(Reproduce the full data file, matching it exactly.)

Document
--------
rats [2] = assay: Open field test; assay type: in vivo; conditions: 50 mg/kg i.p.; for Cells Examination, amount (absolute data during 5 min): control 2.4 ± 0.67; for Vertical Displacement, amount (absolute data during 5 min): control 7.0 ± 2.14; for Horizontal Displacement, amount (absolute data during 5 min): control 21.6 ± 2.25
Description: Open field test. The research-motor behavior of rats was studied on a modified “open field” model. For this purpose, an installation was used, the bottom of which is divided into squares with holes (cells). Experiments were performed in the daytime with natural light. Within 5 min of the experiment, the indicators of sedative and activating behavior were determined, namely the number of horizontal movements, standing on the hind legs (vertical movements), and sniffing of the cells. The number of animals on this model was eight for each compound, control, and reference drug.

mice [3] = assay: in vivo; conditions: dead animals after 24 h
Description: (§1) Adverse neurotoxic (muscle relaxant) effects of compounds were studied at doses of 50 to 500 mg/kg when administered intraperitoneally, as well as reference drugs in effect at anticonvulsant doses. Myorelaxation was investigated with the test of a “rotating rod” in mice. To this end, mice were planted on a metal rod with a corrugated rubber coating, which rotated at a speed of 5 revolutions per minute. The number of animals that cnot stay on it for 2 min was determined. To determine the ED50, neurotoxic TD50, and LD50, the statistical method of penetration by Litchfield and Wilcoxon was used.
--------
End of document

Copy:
rats [2] = assay: Open field test; assay type: in vivo; conditions: 50 mg/kg i.p.; for Cells Examination, amount (absolute data during 5 min): control 2.4 ± 0.67; for Vertical Displacement, amount (absolute data during 5 min): control 7.0 ± 2.14; for Horizontal Displacement, amount (absolute data during 5 min): control 21.6 ± 2.25
Description: Open field test. The research-motor behavior of rats was studied on a modified “open field” model. For this purpose, an installation was used, the bottom of which is divided into squares with holes (cells). Experiments were performed in the daytime with natural light. Within 5 min of the experiment, the indicators of sedative and activating behavior were determined, namely the number of horizontal movements, standing on the hind legs (vertical movements), and sniffing of the cells. The number of animals on this model was eight for each compound, control, and reference drug.

mice [3] = assay: in vivo; conditions: dead animals after 24 h
Description: (§1) Adverse neurotoxic (muscle relaxant) effects of compounds were studied at doses of 50 to 500 mg/kg when administered intraperitoneally, as well as reference drugs in effect at anticonvulsant doses. Myorelaxation was investigated with the test of a “rotating rod” in mice. To this end, mice were planted on a metal rod with a corrugated rubber coating, which rotated at a speed of 5 revolutions per minute. The number of animals that cnot stay on it for 2 min was determined. To determine the ED50, neurotoxic TD50, and LD50, the statistical method of penetration by Litchfield and Wilcoxon was used.